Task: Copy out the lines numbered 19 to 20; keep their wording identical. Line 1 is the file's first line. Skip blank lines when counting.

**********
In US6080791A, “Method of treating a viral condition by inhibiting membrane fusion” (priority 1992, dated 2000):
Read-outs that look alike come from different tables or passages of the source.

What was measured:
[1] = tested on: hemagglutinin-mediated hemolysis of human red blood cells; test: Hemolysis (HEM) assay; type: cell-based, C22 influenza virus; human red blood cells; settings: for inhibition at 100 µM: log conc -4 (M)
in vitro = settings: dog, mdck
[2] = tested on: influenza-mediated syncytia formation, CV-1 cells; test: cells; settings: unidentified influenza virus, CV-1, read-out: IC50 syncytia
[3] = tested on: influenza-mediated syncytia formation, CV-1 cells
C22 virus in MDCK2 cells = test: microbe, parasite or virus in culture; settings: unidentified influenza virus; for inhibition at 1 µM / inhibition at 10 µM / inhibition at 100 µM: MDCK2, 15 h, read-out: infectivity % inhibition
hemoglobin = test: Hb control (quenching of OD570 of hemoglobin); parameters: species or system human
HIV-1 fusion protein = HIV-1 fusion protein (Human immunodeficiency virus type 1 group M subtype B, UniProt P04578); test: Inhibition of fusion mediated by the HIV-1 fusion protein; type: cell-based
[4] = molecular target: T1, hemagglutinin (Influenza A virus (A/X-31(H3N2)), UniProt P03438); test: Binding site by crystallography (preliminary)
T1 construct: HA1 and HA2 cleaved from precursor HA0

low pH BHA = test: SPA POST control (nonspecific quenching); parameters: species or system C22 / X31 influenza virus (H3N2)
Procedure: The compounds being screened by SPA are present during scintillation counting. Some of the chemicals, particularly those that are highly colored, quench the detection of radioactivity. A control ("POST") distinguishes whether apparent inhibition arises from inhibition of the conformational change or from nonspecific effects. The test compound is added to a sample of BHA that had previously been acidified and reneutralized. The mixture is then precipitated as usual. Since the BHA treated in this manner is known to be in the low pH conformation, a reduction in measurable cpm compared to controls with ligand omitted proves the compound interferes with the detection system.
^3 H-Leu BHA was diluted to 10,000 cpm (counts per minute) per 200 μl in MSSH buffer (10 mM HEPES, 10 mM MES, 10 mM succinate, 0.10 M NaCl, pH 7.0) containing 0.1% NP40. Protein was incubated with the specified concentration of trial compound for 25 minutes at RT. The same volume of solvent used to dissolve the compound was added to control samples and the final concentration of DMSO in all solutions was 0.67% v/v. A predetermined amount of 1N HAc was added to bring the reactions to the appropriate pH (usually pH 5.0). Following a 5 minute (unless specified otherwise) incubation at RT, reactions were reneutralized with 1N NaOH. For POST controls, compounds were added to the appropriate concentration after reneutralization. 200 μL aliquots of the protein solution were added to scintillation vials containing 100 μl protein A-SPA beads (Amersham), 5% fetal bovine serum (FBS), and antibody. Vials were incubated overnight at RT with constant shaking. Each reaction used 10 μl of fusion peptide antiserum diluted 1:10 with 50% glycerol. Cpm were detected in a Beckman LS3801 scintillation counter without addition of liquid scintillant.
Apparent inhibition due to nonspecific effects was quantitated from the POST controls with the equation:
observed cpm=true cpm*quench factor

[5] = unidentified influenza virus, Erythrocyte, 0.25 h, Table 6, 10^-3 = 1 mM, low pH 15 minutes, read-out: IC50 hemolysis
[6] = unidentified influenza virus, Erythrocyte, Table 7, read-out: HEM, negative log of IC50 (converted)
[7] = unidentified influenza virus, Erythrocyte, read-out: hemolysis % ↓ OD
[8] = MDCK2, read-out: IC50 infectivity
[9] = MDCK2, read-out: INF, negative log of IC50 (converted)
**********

[6] = unidentified influenza virus, Erythrocyte, Table 7, read-out: HEM, negative log of IC50 (converted)
[7] = unidentified influenza virus, Erythrocyte, read-out: hemolysis % ↓ OD